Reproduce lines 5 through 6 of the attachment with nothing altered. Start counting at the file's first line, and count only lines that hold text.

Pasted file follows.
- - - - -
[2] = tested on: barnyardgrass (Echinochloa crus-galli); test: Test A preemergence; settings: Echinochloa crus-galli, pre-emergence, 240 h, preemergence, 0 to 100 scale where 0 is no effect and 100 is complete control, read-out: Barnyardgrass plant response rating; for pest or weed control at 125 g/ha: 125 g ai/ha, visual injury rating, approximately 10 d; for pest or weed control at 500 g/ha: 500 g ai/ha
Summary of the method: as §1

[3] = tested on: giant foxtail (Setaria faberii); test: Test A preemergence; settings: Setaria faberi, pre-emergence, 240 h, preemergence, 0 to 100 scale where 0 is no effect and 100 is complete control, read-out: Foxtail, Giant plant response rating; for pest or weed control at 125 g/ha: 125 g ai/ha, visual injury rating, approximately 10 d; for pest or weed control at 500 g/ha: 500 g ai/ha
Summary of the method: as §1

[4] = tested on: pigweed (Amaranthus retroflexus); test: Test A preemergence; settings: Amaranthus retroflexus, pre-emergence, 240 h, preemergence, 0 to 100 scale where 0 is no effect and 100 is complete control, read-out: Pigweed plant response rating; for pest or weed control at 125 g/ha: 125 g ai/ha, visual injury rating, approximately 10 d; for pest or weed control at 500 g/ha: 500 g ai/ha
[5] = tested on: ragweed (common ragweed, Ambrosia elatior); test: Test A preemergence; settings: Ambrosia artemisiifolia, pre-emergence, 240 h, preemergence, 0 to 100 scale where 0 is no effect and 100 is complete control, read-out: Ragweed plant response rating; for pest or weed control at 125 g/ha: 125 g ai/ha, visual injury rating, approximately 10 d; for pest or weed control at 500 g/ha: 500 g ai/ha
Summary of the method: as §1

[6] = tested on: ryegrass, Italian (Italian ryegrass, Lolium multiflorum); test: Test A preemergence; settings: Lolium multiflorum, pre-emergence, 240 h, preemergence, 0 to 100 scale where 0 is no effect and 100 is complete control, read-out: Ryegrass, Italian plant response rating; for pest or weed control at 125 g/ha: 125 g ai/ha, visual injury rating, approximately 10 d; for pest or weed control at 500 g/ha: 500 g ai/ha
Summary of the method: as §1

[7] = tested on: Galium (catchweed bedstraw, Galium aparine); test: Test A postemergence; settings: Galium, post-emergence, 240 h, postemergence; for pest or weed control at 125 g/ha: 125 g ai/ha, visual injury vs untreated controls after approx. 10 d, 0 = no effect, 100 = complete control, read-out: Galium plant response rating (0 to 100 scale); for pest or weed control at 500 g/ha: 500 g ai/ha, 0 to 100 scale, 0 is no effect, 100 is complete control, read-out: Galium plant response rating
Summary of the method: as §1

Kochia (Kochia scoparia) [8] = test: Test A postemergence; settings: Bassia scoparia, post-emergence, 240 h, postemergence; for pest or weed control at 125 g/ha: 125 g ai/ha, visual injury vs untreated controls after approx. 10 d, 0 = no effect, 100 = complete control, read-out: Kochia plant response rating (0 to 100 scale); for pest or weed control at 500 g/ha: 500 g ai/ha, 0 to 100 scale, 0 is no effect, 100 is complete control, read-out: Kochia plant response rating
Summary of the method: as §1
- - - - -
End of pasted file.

[4] = tested on: pigweed (Amaranthus retroflexus); test: Test A preemergence; settings: Amaranthus retroflexus, pre-emergence, 240 h, preemergence, 0 to 100 scale where 0 is no effect and 100 is complete control, read-out: Pigweed plant response rating; for pest or weed control at 125 g/ha: 125 g ai/ha, visual injury rating, approximately 10 d; for pest or weed control at 500 g/ha: 500 g ai/ha
[5] = tested on: ragweed (common ragweed, Ambrosia elatior); test: Test A preemergence; settings: Ambrosia artemisiifolia, pre-emergence, 240 h, preemergence, 0 to 100 scale where 0 is no effect and 100 is complete control, read-out: Ragweed plant response rating; for pest or weed control at 125 g/ha: 125 g ai/ha, visual injury rating, approximately 10 d; for pest or weed control at 500 g/ha: 500 g ai/ha